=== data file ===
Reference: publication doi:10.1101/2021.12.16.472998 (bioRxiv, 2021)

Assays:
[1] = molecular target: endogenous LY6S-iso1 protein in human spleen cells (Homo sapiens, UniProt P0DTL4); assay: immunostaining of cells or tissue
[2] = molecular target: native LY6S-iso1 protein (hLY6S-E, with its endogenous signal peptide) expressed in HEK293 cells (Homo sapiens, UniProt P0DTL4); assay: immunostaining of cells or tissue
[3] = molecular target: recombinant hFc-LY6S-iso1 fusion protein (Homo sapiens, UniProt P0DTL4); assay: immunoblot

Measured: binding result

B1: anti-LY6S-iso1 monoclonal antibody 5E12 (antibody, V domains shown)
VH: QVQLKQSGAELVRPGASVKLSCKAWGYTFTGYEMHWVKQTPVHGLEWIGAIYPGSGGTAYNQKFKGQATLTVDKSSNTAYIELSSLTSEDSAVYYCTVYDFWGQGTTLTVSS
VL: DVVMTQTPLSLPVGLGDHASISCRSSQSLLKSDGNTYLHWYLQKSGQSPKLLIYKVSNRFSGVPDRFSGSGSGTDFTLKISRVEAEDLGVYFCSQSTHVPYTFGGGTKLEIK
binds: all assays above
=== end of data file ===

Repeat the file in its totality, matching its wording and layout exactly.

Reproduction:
Reference: publication doi:10.1101/2021.12.16.472998 (bioRxiv, 2021)

Assays:
[1] = molecular target: endogenous LY6S-iso1 protein in human spleen cells (Homo sapiens, UniProt P0DTL4); assay: immunostaining of cells or tissue
[2] = molecular target: native LY6S-iso1 protein (hLY6S-E, with its endogenous signal peptide) expressed in HEK293 cells (Homo sapiens, UniProt P0DTL4); assay: immunostaining of cells or tissue
[3] = molecular target: recombinant hFc-LY6S-iso1 fusion protein (Homo sapiens, UniProt P0DTL4); assay: immunoblot

Measured: binding result

B1: anti-LY6S-iso1 monoclonal antibody 5E12 (antibody, V domains shown)
VH: QVQLKQSGAELVRPGASVKLSCKAWGYTFTGYEMHWVKQTPVHGLEWIGAIYPGSGGTAYNQKFKGQATLTVDKSSNTAYIELSSLTSEDSAVYYCTVYDFWGQGTTLTVSS
VL: DVVMTQTPLSLPVGLGDHASISCRSSQSLLKSDGNTYLHWYLQKSGQSPKLLIYKVSNRFSGVPDRFSGSGSGTDFTLKISRVEAEDLGVYFCSQSTHVPYTFGGGTKLEIK
binds: all assays above